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Putting the Bow on Colorado’s 2024 Legislative Session

    May 16, 2024
    By Michael Santo, COSHRM Legislative Director and Managing Attorney at Bechtel & Santo

    The 120 day-journey of the Colorado Legislature came to a close on May 8, 2024, with fewer Human Resources bills sitting on the Governor’s desk for signature than many speculated there would be. In fact, the 2024-Legislative Session in Colorado was kind of a little quiet in terms of HR-related bills. Not that anyone is complaining considering the last three or four legislative sessions. That said, while there weren’t a lot of bills, there are a number of interesting ones still awaiting the Governor’s signature. And, yes, you can be forgiven if you’re singing the Schoolhouse Rock song, “I’m Just a Bill” in your head right now: (“I’m just a bill. Yes, I’m only a bill. And I’m sitting here on Capitol Hill.”) 

    Here’s a summary of some of the HR-related bills that are either on, or will soon be on, the Governor’s desk. 

    Wage Claims Construction Industry Contractors (HB24-1008)
    Definitely one of the more interesting HR bills during the 2024 Legislative Session. This bill, if passed, would provide a construction employee with the right to file a claim against the general contractor on a construction project even though the employee is employed by the subcontractor, not the general contractor. In essence, the bill identifies that both the subcontractor and the general contractor will be jointly and severally liable for the wage claim of an employee of a subcontractor. This bill would also provide general contractors the right to require subcontractors to provide a lot of information regarding the subcontractor’s payroll practices to the general contractor, including whether the subcontractor has participated in a civil or administrative wage proceeding within the last five years. Both the Colorado Senate and House passed this bill and, so, now it’s sitting on the Governor’s desk awaiting his signature. 

    Prohibition Against Employee Discipline (HB24-1260) 
    The bill prohibits an employer from subjecting or threatening to subject an employee to discipline, discharge, or an adverse employment action due to the employee’s refusal to attend or participate in an employer-sponsored meeting concerning religious or political matters. Certain employer communications are exempt from the prohibition, including communications:

    • Required by law, or a court order, or an agreement with a governmental entity to communicate to employees, but only to the extent of a legal requirement
    • That are necessary for an employee to perform the employee’s job duties or
    • That are required to prevent unlawful discrimination or harassment.

    This bill was sent to the Governor for signature early this week and it’s certainly one to keep an eye on. 

    Attorney General Restrictive Employment Agreements (HB24-1324)
    If signed, this Bill would provide the Colorado Attorney General’s Office with oversight mechanisms and enforcement authority over Colorado employers’ use of “training agreements” to restrict employees from leaving the organization that provided the training.  As you’ll recall, in 2022, the Colorado legislature passed a law that permitted organizations to require workers to agree to pay the employer back for the employer’s expense(s) of educating and training the worker where the training is distinct from normal, on-the-job training.  That law provided that the employer’s recovery was limited to the reasonable costs of the training and provided that the employer’s recovery of the expenses had to decrease proportionally the longer the employee remained employed.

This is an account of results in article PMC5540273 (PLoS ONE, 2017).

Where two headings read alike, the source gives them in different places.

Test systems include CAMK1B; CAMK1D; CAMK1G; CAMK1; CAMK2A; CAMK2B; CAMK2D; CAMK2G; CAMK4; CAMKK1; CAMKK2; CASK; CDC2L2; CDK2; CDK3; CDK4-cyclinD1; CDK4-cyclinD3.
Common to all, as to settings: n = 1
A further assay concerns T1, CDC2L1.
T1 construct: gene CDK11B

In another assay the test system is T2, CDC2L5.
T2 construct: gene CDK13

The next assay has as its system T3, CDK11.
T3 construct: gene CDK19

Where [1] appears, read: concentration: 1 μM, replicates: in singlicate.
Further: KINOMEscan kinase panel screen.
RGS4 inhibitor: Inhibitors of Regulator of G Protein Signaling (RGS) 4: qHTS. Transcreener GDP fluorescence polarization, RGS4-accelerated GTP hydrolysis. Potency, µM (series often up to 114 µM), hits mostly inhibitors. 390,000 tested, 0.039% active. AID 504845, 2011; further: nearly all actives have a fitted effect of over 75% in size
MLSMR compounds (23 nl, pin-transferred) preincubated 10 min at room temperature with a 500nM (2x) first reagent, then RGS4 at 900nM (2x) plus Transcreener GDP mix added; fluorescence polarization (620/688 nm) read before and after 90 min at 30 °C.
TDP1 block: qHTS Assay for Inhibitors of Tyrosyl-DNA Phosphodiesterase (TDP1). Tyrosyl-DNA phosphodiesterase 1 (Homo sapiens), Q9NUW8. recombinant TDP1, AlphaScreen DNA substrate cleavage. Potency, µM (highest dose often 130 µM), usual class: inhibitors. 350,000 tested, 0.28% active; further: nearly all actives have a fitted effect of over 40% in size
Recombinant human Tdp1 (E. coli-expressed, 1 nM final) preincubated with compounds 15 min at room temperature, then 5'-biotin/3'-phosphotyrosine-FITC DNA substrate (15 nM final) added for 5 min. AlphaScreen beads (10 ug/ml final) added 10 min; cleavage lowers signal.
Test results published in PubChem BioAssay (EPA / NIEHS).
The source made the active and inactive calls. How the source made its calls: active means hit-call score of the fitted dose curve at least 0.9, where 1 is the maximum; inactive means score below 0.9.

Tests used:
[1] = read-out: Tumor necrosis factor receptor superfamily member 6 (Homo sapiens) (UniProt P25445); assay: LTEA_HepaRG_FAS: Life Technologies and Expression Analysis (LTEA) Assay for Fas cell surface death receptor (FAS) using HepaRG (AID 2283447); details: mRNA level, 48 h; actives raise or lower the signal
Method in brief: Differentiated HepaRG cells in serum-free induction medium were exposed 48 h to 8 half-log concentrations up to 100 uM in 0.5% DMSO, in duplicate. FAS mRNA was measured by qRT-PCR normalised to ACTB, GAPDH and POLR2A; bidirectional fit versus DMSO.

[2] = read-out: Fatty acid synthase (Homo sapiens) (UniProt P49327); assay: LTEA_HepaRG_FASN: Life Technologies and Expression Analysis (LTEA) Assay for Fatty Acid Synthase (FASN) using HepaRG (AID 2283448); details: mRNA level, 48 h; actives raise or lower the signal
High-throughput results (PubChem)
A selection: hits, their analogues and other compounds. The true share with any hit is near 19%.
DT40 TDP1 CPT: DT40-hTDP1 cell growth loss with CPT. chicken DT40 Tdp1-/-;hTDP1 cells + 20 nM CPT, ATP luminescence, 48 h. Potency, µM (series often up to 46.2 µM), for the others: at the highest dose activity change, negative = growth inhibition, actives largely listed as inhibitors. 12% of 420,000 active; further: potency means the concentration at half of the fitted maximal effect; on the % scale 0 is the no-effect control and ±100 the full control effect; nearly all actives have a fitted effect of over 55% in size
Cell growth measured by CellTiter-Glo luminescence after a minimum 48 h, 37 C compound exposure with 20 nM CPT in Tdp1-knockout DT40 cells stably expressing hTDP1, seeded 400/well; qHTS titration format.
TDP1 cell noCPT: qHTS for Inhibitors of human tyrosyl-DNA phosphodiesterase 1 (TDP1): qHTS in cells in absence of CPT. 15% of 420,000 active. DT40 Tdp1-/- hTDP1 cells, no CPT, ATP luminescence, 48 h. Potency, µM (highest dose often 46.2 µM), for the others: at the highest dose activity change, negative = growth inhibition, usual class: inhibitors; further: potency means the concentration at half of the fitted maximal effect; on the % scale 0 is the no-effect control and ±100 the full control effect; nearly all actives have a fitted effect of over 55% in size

This year, the Colorado Legislature passed HB24-1324, and sent it to the Governor, due to concerns that some Colorado companies were using these agreements to keep employes wedded to the company. As Representative Clifford, the sponsor of the bill, explained:

    We have someone in my district who got a job at a pet store, was promised free on-the-job training, and when they left that store, they ended up owing the store $5,000 for their training. The store filed credit bureau information on them showing that they owed that, and they were like, ‘We didn’t even earn $5,000 in this job.’

    The timing of this Bill is particularly interesting in that the Federal Trade Commission recently issued a final rule announcing that the FTC will, starting in September 2024, consider it an unfair method of competition for persons to, among other things, enter into non-compete agreement with workers. So, while the Colorado legislature seeks to limit an employer’s use of these agreements, the FTC is seeking to make all noncompete agreements invalid. 

    Include Hair Length in the Crown Act (HB24-1451)
    In 2020, the Colorado legislature enacted the “Crown Act of 2020.” This Act specified that, for purposes of anti-discrimination laws, one’s hair texture, hair type, and protective hairstyles were considered to be a protected classification. This 2024 bill adds “hair length” that is commonly or historically associated with race to that list. In short, if signed by the Governor, HB24-1451 would add “hair length” commonly associated with a race to the list of protected classifications. 

    In short, while there weren’t a lot of HR-related bills this year at the Colorado legislature, there certainly were some interesting ones. And, as long as we’re on the topic of the Colorado legislature, only 235 days until the 2025 Legislature convenes. Set your watches!!!!

    Questions? Email